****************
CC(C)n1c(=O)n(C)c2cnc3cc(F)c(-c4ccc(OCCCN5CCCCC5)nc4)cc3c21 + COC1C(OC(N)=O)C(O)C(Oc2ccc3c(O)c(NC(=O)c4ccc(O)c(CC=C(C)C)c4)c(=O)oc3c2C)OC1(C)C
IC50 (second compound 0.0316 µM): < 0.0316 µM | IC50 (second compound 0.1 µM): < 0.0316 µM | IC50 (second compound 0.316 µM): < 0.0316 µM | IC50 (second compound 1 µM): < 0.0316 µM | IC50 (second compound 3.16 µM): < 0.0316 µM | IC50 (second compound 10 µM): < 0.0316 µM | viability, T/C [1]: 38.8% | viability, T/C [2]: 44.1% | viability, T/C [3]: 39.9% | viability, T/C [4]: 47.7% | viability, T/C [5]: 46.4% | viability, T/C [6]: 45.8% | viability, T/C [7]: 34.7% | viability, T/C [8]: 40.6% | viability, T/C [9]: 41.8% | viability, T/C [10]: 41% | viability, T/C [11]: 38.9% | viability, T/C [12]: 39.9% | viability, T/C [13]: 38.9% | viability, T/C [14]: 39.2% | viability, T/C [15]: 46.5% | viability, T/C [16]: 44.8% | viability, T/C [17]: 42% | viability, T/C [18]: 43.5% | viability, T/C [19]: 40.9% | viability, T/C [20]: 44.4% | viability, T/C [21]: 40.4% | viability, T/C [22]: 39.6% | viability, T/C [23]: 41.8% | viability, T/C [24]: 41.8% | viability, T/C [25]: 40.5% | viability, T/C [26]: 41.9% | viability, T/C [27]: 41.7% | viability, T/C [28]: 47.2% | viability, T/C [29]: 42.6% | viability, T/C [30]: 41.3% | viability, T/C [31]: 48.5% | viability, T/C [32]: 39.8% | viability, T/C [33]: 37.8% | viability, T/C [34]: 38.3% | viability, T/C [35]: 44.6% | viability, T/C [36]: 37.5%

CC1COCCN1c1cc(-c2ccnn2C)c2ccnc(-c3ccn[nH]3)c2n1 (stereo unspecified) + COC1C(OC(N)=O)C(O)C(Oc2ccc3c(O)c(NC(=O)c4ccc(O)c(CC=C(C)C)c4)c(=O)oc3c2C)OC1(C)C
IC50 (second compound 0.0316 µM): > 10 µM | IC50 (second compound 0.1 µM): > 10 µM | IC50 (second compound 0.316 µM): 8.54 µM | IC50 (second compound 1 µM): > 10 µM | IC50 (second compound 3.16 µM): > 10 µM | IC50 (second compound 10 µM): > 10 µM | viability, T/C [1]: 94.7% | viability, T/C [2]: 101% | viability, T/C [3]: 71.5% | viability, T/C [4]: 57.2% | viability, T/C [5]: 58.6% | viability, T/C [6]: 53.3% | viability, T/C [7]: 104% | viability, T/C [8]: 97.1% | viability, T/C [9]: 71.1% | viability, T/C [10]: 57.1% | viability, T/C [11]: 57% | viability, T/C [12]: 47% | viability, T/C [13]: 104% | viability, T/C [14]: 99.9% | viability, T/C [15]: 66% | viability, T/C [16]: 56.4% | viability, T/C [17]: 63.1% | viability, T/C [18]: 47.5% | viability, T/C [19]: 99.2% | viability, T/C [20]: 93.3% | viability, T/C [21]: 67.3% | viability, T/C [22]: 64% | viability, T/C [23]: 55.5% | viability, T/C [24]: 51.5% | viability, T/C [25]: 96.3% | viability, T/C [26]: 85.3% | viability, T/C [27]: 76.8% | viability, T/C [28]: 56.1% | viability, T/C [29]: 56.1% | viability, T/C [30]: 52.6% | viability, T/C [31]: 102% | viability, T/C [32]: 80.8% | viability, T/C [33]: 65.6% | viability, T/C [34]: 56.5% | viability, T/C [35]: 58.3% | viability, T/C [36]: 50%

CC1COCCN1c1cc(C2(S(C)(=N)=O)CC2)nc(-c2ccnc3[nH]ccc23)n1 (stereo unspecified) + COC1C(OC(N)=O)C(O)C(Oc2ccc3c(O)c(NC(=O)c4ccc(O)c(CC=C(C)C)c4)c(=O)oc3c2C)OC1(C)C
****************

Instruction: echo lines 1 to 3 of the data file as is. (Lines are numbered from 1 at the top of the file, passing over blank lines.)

CC(C)n1c(=O)n(C)c2cnc3cc(F)c(-c4ccc(OCCCN5CCCCC5)nc4)cc3c21 + COC1C(OC(N)=O)C(O)C(Oc2ccc3c(O)c(NC(=O)c4ccc(O)c(CC=C(C)C)c4)c(=O)oc3c2C)OC1(C)C
IC50 (second compound 0.0316 µM): < 0.0316 µM | IC50 (second compound 0.1 µM): < 0.0316 µM | IC50 (second compound 0.316 µM): < 0.0316 µM | IC50 (second compound 1 µM): < 0.0316 µM | IC50 (second compound 3.16 µM): < 0.0316 µM | IC50 (second compound 10 µM): < 0.0316 µM | viability, T/C [1]: 38.8% | viability, T/C [2]: 44.1% | viability, T/C [3]: 39.9% | viability, T/C [4]: 47.7% | viability, T/C [5]: 46.4% | viability, T/C [6]: 45.8% | viability, T/C [7]: 34.7% | viability, T/C [8]: 40.6% | viability, T/C [9]: 41.8% | viability, T/C [10]: 41% | viability, T/C [11]: 38.9% | viability, T/C [12]: 39.9% | viability, T/C [13]: 38.9% | viability, T/C [14]: 39.2% | viability, T/C [15]: 46.5% | viability, T/C [16]: 44.8% | viability, T/C [17]: 42% | viability, T/C [18]: 43.5% | viability, T/C [19]: 40.9% | viability, T/C [20]: 44.4% | viability, T/C [21]: 40.4% | viability, T/C [22]: 39.6% | viability, T/C [23]: 41.8% | viability, T/C [24]: 41.8% | viability, T/C [25]: 40.5% | viability, T/C [26]: 41.9% | viability, T/C [27]: 41.7% | viability, T/C [28]: 47.2% | viability, T/C [29]: 42.6% | viability, T/C [30]: 41.3% | viability, T/C [31]: 48.5% | viability, T/C [32]: 39.8% | viability, T/C [33]: 37.8% | viability, T/C [34]: 38.3% | viability, T/C [35]: 44.6% | viability, T/C [36]: 37.5%

CC1COCCN1c1cc(-c2ccnn2C)c2ccnc(-c3ccn[nH]3)c2n1 (stereo unspecified) + COC1C(OC(N)=O)C(O)C(Oc2ccc3c(O)c(NC(=O)c4ccc(O)c(CC=C(C)C)c4)c(=O)oc3c2C)OC1(C)C